legal history, federalism, nationalism, Supreme Court, Reconstruction Amendments, constitutional law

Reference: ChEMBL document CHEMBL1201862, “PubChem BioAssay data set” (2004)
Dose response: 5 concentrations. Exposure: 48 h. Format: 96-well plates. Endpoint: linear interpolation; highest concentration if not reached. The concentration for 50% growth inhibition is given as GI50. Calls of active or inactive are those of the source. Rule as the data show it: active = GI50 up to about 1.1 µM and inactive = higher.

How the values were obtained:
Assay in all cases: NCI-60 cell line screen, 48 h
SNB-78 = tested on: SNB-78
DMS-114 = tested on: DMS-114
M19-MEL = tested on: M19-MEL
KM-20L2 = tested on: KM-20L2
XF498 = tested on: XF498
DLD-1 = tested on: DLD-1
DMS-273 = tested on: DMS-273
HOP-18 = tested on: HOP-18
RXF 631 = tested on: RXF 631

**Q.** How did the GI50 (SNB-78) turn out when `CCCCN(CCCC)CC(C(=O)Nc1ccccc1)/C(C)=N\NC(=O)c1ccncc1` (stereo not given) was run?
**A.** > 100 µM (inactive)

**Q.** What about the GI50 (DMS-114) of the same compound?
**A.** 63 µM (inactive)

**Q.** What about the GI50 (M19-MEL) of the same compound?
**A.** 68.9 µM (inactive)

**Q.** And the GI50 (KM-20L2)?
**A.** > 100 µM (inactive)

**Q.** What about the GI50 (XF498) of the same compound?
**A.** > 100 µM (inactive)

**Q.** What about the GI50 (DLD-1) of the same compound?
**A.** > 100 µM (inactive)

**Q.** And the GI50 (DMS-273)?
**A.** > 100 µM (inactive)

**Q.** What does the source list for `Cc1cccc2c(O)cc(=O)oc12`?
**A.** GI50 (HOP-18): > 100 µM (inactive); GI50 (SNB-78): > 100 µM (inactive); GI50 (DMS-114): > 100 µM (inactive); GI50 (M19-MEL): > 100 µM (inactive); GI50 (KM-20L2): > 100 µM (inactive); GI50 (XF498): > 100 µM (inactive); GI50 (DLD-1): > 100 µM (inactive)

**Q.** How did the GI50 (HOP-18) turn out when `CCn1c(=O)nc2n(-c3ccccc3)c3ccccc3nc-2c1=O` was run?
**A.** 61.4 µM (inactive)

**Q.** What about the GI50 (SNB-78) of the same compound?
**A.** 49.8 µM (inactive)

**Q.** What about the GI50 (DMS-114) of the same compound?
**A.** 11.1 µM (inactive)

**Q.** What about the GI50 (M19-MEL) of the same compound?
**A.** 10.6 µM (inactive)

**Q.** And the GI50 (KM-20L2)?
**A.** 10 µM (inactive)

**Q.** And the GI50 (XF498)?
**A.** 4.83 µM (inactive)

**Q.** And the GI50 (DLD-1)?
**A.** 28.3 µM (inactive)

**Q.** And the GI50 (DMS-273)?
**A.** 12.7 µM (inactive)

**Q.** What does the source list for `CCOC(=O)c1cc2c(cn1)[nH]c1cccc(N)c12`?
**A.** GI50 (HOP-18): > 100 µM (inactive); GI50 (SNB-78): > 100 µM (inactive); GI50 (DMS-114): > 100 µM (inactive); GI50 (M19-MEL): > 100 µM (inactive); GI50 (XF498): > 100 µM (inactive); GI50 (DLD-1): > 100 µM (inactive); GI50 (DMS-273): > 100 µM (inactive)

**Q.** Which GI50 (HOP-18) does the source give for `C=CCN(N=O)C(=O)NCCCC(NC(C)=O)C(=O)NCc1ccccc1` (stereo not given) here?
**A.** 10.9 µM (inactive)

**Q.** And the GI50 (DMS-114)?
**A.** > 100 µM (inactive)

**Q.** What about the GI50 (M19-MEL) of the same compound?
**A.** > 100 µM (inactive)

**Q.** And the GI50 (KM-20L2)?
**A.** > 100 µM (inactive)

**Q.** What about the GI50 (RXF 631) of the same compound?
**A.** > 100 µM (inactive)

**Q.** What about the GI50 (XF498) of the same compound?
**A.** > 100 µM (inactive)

I’m truly honored to have my book be the subject of a symposium on Balkinization, and I’m deeply grateful to Jack Balkin and John Mikhail for organizing and hosting it. Among its many gratifications for me personally, the symposium guaranteed that at least eight people would read the book. That these readers have engaged with it so closely and insightfully is icing on the cake. My first article on McCulloch four years ago, which became the basis for a couple of the early chapters in the book, insisted that McCulloch was properly interpreted as far less nationalistic than we were taught to think.1 But Sandy Levinson persuaded me that I was mistaken in asserting that there was one true interpretation of the case. The more I thought about it, the more my interpretation of McCulloch, like the arc of federalism history, would bend toward nationalism. The case is highly—probably studiedly—ambiguous, and the logic of its theory of implied powers is so decidedly nationalistic that the “aggressive nationalism” interpretation I take issue with is not exactly wrong. By the time I completed the book, I had come around to the view that Marshall tried to mask, and later actually retreated from, the nationalistic logic of his own McCulloch opinion, and that the Supreme Court has never consistently embraced that logic.